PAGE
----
This is what happened to me in the theater this weekend. Well, so to speak. Slumdog Millionaire brought India/Bollywood to America and I sat next to people who loved it as much as I did and I could have squeezed everyone as I exited the theatre (but I did not). I could barely contain myself from sounding like Hermione Granger. "Do you see that interviewer?" I wanted to yell; "That's Anil Kapoor! He's in Tashan, which is awesome, and Welcome, which is hilarious, but he's always the bad guy. And the police inspector? That's Irrfan Khan. He's amazing -- watch the Namesake! You should see Aaja Nachle! Do you hear that song? That's my favorite song from Don -- you should SEE Don! It's 3 1/2 hours long but worth every second." Again, by some miracle, I was able to avoid such an outburst.
What was amazing about the movie was that it was not a typical Oscar-worthy film. It didn't make me want to tear my own eyes out from sorrow. It didn't make me turn away from sticky, overdone gore. It was a suspenseful, clever, poignant, brilliant love story. It's the story of a young guy from the slums -- which makes him a Slumdog -- who, when the film opens, is winning India's version of Who Wants to be a Millionaire. But the hero isn't interested in money; he wants to find a girl. He and Latika were separated when they were children, and he's spent his life trying to find her again. He's hoping the sensation he creates on the show will draw her to him.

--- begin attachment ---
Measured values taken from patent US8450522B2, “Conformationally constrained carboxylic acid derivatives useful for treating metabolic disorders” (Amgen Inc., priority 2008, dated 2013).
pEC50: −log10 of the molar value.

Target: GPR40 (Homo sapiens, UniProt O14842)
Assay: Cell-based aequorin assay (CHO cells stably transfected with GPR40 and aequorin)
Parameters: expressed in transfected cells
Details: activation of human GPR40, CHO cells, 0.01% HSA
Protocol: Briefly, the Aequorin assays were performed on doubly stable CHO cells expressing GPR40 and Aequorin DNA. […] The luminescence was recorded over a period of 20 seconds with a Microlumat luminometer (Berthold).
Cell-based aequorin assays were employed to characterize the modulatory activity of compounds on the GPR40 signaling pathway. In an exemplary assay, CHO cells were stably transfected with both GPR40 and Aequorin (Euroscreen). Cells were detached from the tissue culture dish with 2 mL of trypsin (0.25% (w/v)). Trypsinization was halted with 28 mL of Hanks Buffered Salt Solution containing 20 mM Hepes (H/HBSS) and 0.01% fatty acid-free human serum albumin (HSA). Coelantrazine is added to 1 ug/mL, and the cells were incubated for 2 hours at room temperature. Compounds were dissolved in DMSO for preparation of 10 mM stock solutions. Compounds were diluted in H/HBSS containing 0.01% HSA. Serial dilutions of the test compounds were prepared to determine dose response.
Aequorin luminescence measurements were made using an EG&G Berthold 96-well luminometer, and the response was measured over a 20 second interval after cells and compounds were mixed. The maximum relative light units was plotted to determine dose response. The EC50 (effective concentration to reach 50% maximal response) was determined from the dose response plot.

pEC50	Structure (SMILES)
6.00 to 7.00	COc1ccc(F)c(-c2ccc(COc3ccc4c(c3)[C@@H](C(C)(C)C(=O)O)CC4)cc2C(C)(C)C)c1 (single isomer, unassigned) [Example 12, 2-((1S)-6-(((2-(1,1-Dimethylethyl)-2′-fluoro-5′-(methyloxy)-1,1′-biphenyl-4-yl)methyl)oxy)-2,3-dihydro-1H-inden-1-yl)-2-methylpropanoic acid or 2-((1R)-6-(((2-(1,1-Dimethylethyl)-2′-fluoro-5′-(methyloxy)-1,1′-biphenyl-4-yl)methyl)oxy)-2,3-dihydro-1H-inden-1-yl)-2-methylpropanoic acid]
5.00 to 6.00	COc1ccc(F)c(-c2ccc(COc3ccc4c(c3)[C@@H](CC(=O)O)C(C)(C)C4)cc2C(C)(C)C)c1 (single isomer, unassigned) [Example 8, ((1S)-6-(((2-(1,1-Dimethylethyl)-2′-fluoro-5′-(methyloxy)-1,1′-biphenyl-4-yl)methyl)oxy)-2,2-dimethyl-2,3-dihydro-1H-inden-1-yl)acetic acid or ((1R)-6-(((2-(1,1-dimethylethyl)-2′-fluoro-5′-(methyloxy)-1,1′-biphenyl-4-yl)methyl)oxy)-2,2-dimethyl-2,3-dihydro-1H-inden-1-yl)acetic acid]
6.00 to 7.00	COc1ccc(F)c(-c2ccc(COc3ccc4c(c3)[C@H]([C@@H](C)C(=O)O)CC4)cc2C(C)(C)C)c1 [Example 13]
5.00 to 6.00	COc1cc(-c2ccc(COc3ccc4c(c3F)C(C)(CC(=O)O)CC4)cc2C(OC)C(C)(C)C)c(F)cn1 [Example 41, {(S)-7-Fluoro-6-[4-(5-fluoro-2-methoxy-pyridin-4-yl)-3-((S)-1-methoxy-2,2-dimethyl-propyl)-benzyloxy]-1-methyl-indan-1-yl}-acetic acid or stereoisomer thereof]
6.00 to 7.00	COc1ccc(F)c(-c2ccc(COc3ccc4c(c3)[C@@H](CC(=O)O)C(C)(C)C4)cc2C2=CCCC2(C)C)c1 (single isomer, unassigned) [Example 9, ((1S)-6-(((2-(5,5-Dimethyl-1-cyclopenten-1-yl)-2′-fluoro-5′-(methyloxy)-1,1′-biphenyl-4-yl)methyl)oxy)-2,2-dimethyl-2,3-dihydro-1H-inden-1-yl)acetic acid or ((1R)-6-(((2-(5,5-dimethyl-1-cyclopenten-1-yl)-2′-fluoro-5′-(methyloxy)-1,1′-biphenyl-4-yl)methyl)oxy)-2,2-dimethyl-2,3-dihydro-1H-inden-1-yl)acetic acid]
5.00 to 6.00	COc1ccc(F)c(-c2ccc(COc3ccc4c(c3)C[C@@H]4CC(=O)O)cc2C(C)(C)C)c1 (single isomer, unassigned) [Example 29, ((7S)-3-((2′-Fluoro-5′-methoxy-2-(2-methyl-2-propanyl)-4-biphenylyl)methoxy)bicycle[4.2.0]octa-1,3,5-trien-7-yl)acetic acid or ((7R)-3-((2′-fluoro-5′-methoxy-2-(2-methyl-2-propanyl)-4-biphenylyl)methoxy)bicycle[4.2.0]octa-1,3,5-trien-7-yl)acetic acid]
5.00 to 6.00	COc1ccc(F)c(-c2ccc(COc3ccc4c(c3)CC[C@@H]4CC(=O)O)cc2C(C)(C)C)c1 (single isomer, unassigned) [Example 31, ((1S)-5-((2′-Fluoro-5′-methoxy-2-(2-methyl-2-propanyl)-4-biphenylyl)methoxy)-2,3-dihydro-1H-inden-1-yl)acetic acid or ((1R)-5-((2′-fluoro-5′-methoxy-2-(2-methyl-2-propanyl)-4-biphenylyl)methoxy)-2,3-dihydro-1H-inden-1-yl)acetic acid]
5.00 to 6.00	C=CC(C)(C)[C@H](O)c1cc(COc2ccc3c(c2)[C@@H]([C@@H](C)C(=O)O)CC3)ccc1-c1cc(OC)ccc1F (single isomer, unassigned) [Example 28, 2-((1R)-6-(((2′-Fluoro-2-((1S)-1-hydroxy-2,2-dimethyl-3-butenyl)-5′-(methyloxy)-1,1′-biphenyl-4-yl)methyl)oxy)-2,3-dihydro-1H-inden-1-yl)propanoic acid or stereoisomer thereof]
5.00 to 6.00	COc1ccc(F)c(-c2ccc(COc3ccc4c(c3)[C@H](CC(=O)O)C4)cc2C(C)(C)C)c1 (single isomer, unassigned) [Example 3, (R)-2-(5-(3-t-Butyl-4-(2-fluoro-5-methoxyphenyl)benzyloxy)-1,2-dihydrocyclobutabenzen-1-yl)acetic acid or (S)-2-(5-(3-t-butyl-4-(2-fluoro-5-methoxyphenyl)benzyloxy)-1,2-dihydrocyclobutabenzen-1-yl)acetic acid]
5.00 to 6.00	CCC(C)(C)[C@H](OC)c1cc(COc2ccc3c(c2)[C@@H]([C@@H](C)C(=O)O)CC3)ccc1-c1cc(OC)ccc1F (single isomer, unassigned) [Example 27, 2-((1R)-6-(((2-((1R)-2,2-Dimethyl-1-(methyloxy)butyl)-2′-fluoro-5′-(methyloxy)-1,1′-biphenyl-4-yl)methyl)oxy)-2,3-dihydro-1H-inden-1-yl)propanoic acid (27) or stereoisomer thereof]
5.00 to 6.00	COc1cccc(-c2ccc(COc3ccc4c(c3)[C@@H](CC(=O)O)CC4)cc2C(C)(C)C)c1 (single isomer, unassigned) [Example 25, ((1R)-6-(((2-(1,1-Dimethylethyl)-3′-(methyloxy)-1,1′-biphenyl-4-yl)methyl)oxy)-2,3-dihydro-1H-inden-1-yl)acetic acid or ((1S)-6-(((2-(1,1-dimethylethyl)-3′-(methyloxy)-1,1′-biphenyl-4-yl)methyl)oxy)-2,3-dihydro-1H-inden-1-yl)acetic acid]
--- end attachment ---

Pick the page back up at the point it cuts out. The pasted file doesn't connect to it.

The movie is about family, colonialism, caste, poverty, prejudice, and perseverance. Well, WHAT are you doing still reading this blog? You should be seeing it right now, for heaven's sake. And be sure to stay for the credits. You wouldn't want to miss the dancing.